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    Scott Adams
    Arch Dis Child 2004;89:871-876. Celiac.com 07/12/2005 – Australian researchers have determined that a gluten-free diet in children with Type 1 diabetes mellitus and celiac disease can improve both growth and diabetes control. In the study 21 children (mean age 7.5 years) with both conditions went on a gluten-free diet for 12 months, and their growth and insulin dosages were carefully measured and compared with that of two matched diabetic, non-celiac controls. The group on a gluten-free diet showed significant increases in weight and body mass index compared with the control group, although an increase in height found in the study was not found to be significant. At the time of diagnosis insulin dosages for the celiac disease group were less than that of the control group, but became similar to the controls once a gluten-free diet was started—although the increase in insulin dosage had no effect on HbA1c levels.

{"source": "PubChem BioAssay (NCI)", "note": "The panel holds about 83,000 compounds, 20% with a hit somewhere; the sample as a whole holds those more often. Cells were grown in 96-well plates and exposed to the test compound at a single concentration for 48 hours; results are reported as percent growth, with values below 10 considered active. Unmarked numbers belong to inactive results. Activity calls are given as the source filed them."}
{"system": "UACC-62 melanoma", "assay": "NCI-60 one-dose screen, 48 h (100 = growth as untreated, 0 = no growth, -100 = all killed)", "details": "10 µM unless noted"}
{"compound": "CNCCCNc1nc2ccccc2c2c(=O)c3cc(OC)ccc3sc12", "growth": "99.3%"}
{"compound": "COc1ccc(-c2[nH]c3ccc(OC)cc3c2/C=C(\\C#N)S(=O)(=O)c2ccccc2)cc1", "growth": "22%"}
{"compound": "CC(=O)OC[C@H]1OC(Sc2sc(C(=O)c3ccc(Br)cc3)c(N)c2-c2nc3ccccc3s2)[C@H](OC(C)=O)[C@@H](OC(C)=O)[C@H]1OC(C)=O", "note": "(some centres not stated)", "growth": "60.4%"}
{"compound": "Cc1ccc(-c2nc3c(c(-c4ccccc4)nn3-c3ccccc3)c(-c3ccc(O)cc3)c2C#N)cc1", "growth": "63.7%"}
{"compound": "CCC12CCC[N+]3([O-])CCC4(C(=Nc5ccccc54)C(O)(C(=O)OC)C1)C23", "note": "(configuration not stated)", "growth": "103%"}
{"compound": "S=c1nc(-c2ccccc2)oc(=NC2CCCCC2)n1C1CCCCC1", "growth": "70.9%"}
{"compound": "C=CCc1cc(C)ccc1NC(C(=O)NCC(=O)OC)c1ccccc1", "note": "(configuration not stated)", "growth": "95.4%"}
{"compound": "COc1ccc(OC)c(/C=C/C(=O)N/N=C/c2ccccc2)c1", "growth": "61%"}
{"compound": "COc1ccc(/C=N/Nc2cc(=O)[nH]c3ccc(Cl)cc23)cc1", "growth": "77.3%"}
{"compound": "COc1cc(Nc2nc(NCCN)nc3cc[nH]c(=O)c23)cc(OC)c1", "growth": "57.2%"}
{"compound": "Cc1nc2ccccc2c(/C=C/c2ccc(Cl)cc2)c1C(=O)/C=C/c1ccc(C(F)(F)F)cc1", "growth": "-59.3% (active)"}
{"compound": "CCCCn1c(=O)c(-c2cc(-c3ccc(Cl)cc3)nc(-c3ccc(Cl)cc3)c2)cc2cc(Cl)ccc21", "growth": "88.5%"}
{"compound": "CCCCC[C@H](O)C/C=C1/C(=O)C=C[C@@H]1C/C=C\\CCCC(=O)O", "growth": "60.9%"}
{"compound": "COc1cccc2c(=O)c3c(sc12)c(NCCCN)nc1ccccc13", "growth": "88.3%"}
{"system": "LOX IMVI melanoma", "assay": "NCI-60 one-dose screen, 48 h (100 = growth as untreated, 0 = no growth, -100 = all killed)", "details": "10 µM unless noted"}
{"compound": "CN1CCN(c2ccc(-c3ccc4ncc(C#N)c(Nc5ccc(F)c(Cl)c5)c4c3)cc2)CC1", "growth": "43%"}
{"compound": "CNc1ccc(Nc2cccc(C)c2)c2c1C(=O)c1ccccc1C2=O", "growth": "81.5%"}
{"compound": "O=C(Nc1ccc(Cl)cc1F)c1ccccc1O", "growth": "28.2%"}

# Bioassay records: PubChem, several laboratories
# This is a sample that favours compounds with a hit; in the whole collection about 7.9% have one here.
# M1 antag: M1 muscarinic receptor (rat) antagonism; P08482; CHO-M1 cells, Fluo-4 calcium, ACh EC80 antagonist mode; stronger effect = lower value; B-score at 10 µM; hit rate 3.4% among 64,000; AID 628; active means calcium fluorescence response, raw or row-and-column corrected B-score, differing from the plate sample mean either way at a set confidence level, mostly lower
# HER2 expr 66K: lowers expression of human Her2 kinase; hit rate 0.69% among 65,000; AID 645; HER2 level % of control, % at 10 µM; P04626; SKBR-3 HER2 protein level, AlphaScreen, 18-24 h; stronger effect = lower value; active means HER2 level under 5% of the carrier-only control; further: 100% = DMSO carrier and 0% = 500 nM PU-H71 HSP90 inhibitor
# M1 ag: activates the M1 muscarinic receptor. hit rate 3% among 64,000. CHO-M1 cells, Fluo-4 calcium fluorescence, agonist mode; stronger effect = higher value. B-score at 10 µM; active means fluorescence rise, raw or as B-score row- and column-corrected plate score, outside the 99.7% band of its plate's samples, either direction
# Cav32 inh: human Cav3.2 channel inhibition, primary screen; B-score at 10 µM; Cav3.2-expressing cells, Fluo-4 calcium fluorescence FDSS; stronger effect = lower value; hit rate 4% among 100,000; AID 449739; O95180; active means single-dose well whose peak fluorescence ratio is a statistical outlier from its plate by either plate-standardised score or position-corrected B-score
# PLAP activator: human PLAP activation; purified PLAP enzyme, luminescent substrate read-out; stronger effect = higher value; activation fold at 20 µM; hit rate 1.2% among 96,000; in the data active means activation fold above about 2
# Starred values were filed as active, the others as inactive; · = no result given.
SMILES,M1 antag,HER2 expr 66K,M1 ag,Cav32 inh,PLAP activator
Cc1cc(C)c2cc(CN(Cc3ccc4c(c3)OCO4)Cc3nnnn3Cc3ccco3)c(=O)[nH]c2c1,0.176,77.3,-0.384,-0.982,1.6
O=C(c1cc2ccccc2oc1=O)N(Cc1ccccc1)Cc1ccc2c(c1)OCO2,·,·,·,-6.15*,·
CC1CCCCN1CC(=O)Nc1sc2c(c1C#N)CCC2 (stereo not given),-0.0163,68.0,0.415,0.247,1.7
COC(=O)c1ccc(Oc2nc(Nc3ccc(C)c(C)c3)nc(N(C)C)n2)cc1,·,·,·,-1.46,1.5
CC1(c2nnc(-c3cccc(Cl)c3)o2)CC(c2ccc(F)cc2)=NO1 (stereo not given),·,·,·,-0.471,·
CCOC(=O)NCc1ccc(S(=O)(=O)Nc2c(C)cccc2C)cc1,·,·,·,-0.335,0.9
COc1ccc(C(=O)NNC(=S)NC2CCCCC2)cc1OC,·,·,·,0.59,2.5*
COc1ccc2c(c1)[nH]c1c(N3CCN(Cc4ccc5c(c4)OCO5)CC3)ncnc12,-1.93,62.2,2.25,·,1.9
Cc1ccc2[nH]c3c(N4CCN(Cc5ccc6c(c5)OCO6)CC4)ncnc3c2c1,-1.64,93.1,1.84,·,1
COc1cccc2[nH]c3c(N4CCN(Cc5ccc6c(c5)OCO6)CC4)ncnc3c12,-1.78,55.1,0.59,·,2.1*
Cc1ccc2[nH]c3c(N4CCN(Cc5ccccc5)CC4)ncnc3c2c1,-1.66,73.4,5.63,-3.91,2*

The researchers conclude: “Identification and dietary treatment of celiac disease in children with diabetes improved growth and influenced diabetic control. Evaluation of the outcome of treatment of celiac disease in diabetics should include assessments of gluten intake.” Obviously all children (and everyone) with celiac disease should be on a gluten-free diet, but what is noteworthy about this study is that a connection was found between insulin levels, diabetes control, and the gluten-free diet.

    Jefferson Adams